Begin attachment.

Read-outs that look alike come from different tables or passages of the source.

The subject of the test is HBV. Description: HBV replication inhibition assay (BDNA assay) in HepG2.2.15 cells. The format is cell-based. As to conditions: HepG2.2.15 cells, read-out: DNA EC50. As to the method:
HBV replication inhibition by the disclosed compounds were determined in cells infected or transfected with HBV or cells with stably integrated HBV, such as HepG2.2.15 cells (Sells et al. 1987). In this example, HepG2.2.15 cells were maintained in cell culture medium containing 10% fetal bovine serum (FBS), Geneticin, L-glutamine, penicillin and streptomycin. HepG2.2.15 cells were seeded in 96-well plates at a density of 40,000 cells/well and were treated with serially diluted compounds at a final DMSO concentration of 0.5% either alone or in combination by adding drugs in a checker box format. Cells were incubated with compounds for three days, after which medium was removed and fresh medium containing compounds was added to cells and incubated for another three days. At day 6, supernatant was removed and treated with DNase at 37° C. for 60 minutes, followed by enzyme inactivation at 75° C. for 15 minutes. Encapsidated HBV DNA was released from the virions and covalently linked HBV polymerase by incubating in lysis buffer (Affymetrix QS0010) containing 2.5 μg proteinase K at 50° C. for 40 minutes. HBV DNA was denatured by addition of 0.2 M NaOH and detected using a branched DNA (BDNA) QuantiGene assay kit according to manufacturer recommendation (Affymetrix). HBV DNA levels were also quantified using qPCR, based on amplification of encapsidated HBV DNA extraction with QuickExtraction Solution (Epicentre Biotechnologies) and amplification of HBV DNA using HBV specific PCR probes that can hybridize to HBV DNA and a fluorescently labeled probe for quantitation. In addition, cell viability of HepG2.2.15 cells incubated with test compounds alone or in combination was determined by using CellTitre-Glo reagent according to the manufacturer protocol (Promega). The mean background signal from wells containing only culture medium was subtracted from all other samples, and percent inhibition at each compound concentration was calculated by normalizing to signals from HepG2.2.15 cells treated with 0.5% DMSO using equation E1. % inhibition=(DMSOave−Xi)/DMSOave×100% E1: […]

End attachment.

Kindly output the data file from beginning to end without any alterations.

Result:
Read-outs that look alike come from different tables or passages of the source.

The subject of the test is HBV. Description: HBV replication inhibition assay (BDNA assay) in HepG2.2.15 cells. The format is cell-based. As to conditions: HepG2.2.15 cells, read-out: DNA EC50. As to the method:
HBV replication inhibition by the disclosed compounds were determined in cells infected or transfected with HBV or cells with stably integrated HBV, such as HepG2.2.15 cells (Sells et al. 1987). In this example, HepG2.2.15 cells were maintained in cell culture medium containing 10% fetal bovine serum (FBS), Geneticin, L-glutamine, penicillin and streptomycin. HepG2.2.15 cells were seeded in 96-well plates at a density of 40,000 cells/well and were treated with serially diluted compounds at a final DMSO concentration of 0.5% either alone or in combination by adding drugs in a checker box format. Cells were incubated with compounds for three days, after which medium was removed and fresh medium containing compounds was added to cells and incubated for another three days. At day 6, supernatant was removed and treated with DNase at 37° C. for 60 minutes, followed by enzyme inactivation at 75° C. for 15 minutes. Encapsidated HBV DNA was released from the virions and covalently linked HBV polymerase by incubating in lysis buffer (Affymetrix QS0010) containing 2.5 μg proteinase K at 50° C. for 40 minutes. HBV DNA was denatured by addition of 0.2 M NaOH and detected using a branched DNA (BDNA) QuantiGene assay kit according to manufacturer recommendation (Affymetrix). HBV DNA levels were also quantified using qPCR, based on amplification of encapsidated HBV DNA extraction with QuickExtraction Solution (Epicentre Biotechnologies) and amplification of HBV DNA using HBV specific PCR probes that can hybridize to HBV DNA and a fluorescently labeled probe for quantitation. In addition, cell viability of HepG2.2.15 cells incubated with test compounds alone or in combination was determined by using CellTitre-Glo reagent according to the manufacturer protocol (Promega). The mean background signal from wells containing only culture medium was subtracted from all other samples, and percent inhibition at each compound concentration was calculated by normalizing to signals from HepG2.2.15 cells treated with 0.5% DMSO using equation E1. % inhibition=(DMSOave−Xi)/DMSOave×100% E1: […]